Spoilers enable us to have this kind of experience with all films, even those that aren’t specifically built this way. Say there’s a hypothetical, non-specific film about ghosts, and in its final scene we learn that the protagonist has actually been dead the whole time. If we go into the movie with that knowledge, we don’t get the jaw-dropping, stream-of-profanity-causing surprise at the end, but what we do get is a constant process of deductive reasoning. In every scene leading up to the revelation we are aware of the full implications and nuances of the way the protagonist is interacting with the world, and we are able to grasp a layer that isn’t immediately apparent. We are constantly inferring meaning by combining what the film is giving us with what we know, and there is something undeniably satisfying about that.
But what happens if we don’t just get some information? What if instead of telling you how the ghost story ends I give you a 56-page treatment which details with excruciating depth exactly what happens in every scene of that movie? You wouldn’t really have much to wonder about or deduce, so you wouldn’t get all that much suspense out of watching the film after such a thorough spoiler.
The value of such an extreme spoiler is that they might be able to change what we get out of a film. Conventional wisdom says that all the elements of a film are there to further the needs of the story. Cinematography, editing, acting, set design, and the other crafts that go into the film are all there to impress upon us a sequence of events, a character arc, some kind of ideological message, or some form of content. But if we come into the film already aware of all the intricacies of its plot, if we don’t need to worry about following a story or keeping track of characters, we can focus on appreciating the way shots are set up and arranged, or the details of the color design, or other formal concerns. Spoilers let us dispense with the pretense that gets us into a movie theater and allow us to focus on the craft of the filmmaking. In other words, if we already know the story we start paying attention to the telling.
Imagine, for example, that you’re looking at Georges Seurat’s famous painting, A Sunday Afternoon on the Island of La Grand Jatte. Are you viewing it to glean some knowledge of what 19th Century French park life was like? You might be – but chances are you aren’t. Most people who look at this artwork focus on its miniature, dot-like brushstrokes, or the unique way in which it plays with color optics. Viewers look at the painting as a display of its creator’s artistic prowess, the content it depicts only there to give it substance. Content in service of form, and not the other way around. Spoilers allow us to experience film in this way.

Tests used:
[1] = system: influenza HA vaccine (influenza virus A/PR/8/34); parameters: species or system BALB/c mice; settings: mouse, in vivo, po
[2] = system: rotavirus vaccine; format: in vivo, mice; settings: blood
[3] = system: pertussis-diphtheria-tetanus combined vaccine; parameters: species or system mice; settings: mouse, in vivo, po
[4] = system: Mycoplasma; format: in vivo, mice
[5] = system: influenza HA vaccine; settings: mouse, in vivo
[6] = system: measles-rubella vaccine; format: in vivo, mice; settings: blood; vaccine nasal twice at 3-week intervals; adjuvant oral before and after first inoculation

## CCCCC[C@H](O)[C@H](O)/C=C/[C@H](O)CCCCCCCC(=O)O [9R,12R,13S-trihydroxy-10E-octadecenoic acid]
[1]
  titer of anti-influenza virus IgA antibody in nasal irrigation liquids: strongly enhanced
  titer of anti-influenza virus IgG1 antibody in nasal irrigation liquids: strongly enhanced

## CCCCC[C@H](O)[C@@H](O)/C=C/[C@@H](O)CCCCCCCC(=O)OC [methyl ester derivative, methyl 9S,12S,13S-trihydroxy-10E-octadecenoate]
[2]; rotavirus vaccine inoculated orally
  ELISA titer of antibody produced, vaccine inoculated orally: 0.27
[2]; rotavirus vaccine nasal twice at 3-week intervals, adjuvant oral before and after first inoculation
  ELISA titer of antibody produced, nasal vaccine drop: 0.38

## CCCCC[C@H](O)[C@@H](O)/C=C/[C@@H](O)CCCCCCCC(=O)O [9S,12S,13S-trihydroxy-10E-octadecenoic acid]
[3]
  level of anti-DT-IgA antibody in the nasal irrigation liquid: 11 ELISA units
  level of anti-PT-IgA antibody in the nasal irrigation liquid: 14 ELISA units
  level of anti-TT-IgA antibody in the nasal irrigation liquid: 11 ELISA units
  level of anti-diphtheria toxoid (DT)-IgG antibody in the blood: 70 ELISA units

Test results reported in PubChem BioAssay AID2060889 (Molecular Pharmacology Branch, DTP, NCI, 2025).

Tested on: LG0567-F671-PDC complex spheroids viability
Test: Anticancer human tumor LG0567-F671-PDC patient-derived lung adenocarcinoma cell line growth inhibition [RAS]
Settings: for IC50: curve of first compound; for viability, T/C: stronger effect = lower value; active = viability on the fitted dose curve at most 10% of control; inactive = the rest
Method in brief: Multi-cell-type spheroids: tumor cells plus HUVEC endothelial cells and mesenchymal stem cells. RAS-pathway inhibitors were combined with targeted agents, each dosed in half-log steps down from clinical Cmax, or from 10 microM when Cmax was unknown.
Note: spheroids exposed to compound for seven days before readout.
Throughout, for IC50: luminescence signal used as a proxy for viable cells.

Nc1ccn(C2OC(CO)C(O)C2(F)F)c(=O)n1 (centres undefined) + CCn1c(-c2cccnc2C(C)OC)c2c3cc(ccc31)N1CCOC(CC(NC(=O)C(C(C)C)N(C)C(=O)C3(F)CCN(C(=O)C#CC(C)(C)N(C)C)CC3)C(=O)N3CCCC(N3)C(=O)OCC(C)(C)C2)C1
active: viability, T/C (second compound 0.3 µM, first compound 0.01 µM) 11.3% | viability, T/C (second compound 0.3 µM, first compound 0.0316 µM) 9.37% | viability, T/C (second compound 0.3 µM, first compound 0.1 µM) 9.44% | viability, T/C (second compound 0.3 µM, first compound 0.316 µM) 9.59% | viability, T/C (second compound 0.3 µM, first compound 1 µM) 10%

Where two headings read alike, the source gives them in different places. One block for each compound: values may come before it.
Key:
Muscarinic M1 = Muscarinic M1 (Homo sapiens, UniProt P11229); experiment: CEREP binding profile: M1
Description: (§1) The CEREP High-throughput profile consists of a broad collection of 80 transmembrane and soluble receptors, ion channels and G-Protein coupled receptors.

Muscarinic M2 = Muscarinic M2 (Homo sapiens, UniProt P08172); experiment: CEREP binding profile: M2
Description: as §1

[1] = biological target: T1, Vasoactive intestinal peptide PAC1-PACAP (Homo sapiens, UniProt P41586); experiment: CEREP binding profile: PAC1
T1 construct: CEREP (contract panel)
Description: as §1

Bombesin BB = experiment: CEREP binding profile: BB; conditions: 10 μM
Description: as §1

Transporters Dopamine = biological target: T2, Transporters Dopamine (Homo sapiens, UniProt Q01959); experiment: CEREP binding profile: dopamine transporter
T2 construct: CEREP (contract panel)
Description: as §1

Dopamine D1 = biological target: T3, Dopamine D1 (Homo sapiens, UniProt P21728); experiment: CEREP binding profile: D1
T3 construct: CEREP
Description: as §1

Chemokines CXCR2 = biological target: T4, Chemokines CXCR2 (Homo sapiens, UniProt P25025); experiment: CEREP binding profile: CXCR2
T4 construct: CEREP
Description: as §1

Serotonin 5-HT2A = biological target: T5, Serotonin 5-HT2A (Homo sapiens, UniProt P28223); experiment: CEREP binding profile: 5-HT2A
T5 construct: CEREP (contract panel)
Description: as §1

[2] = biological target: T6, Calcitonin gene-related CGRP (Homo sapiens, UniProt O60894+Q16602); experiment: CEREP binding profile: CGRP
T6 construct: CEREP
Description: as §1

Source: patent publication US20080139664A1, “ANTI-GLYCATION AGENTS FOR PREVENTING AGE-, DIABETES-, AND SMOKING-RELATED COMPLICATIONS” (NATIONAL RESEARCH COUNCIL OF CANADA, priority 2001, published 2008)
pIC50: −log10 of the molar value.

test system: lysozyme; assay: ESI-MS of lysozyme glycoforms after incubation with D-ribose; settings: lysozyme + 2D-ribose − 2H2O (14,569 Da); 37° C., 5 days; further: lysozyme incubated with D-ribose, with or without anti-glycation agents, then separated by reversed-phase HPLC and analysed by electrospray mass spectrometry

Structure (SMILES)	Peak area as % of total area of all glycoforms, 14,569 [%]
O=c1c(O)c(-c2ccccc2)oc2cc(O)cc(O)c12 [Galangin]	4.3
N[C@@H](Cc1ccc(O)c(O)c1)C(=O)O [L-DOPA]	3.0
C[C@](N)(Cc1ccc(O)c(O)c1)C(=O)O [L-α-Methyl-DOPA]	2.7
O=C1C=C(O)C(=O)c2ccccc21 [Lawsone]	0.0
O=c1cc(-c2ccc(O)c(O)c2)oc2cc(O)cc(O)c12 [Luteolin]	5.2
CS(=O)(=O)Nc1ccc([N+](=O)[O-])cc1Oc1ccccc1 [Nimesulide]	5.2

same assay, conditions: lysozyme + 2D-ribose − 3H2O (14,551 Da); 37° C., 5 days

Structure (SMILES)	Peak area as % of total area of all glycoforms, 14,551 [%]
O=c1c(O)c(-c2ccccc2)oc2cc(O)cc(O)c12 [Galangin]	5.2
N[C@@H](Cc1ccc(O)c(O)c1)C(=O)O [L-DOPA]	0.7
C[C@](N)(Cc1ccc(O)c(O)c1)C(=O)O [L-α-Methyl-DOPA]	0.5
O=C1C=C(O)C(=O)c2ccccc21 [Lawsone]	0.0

“Hold on,” I hear some of you already saying, “Paintings are a visual art form while films are a narrative art form. They’re apples and oranges.” And to that I say, well… they don’t have to be. That’s the point – we can look at films and focus on their use of form, color, light, sound, and acting simply for the sheer craft and skill that is involved in them. Experimental filmmakers like Stan Brakhage have tried to illustrate this by making films with little or no discernible narrative, but we can just as easily subvert traditional expectations by frontloading ourselves with all the spoilers we can find about the film’s plot. If there’s nothing that we can possibly learn from what’s happening, all that’s left to engage us is its presentation. This is the great gift of the age of the spoiler: the ability to choose what we want the priorities of our first viewing of a film to be. Do we want the surprise of discovery, the intellectual suspense of puzzle-solving, or the tactile appreciation of formal awareness?
Now, does this mean that you should rush to your nearest rooftop and start shouting the endings of every film you’ve ever seen? Absolutely not. The point to all of this is that there’s no ideal or superior way to watch films, each method has merit and no one is doing it wrong. It’s all about what each viewer wants out of his engagement with the medium. As soon as we start policing the way people watch films, either for or against spoilers, we are limiting the medium. Spoilers are not the work of the devil. They can make watching a film more engaging and exciting, even add a whole new layer of appreciation to the proceedings, but they will only work that way if they are embraced consciously and deliberately, not if they are forced upon us.